This morning I came across this picture of Cathedral rocks in Sedona, one of Arizona's treasures and a must-see on any trip west. I first visited there in 1980, before the highways were crowded with tour busses and the t-shirt shops had proliferated. I thought I would die if I couldn't live there...I even thought I might have lived there in a former life -- a bit far out for me. It is still one of the most beautiful spots on the planet, but I definitely would not want to live there now. It's a good thing I have not given in to all my impulses. Sometimes first impressions just don't hold up to the test of time, right? Or more likely, we just think we want and need different things at different times in our lives. It reminded me of a poem I wrote a few years ago about Oak Creek, the beautiful Sedona landmark pictured here and the source of many pleasant, reflective moments on my visits there. It is a place filled with an energy that penetrates one's psyche in a deeply refreshing way. (Just do avoid the tour busses if you can!)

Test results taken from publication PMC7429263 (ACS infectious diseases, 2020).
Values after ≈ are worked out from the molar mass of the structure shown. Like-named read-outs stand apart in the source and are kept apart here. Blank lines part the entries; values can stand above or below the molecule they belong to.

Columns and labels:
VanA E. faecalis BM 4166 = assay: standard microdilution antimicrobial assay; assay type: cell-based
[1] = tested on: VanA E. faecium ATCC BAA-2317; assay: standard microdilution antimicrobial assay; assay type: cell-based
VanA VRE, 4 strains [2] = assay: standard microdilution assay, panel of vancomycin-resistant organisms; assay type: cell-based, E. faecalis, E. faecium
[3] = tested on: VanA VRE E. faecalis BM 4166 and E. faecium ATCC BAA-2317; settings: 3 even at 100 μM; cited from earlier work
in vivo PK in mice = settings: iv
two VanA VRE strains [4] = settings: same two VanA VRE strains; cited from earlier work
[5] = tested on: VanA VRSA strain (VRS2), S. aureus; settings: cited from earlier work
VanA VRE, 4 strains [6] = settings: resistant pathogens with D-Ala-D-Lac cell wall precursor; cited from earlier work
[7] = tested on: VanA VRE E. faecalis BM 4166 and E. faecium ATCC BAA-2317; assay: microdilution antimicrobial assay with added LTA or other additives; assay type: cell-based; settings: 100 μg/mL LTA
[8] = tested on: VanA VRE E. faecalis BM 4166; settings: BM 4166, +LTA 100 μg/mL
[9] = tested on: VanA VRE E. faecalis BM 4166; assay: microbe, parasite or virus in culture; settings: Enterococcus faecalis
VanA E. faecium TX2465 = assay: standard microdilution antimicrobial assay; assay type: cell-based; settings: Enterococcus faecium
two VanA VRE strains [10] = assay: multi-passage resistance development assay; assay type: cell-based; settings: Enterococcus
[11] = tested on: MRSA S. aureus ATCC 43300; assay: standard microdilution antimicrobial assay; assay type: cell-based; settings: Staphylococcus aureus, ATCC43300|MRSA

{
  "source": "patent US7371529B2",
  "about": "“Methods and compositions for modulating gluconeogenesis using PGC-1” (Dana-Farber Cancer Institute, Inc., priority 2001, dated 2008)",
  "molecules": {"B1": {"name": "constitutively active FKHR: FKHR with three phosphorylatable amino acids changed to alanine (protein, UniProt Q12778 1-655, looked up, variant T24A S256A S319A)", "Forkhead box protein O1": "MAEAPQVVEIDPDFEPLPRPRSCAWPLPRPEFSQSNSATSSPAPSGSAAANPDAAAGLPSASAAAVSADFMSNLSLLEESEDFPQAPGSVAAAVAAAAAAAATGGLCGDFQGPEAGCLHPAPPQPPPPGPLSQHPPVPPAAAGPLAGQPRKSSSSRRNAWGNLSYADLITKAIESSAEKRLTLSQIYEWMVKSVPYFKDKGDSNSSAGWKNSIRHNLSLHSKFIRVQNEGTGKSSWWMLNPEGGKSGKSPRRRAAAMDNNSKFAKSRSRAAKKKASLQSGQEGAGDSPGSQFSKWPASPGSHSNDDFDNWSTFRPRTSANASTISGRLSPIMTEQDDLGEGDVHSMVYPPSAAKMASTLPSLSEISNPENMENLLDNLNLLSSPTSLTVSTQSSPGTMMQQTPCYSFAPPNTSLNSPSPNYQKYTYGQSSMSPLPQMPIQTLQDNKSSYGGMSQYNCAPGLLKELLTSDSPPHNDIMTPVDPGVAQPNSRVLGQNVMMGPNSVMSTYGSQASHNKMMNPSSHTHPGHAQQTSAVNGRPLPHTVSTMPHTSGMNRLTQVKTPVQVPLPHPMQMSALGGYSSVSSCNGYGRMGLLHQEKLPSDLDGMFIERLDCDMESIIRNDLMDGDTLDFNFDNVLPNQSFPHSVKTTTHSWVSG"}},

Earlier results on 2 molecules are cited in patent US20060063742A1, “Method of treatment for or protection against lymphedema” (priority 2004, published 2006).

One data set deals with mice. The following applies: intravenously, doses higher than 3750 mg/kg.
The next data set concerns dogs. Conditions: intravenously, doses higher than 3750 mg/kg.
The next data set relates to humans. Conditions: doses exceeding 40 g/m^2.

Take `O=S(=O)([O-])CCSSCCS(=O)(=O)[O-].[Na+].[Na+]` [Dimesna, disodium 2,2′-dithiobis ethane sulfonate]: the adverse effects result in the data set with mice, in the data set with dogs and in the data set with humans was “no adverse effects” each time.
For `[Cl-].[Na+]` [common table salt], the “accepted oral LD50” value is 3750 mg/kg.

It used to run wild and uninterrupted
but few things remain that way today.
Now there is a little park, not so bad,
but no one just happens upon the creek any more.
Still, if you make your way through parking lot
and visitor center, there at your feet the water
plummets over stones like mirrors in the sun
smooth from relentless liquid caress.
Like a thousand gems, the water gives back
sunlight so intense its brilliance fractures
the horizon, too blinding to stand and stare,
except for the brown bird who seems not to notice.
Now, late in the day, still springtime cool,
everyone gone, silence broken only
by the muted scrabble of water,
I sit on a flat rock and watch the fading day.
Red pinnacles now silhouetted in blue dusk
stand sentinel over the darkening stream
whose music orchestrates the twilight
and awaits the rising of the moon.
from "Sip Wine, Drink Stars"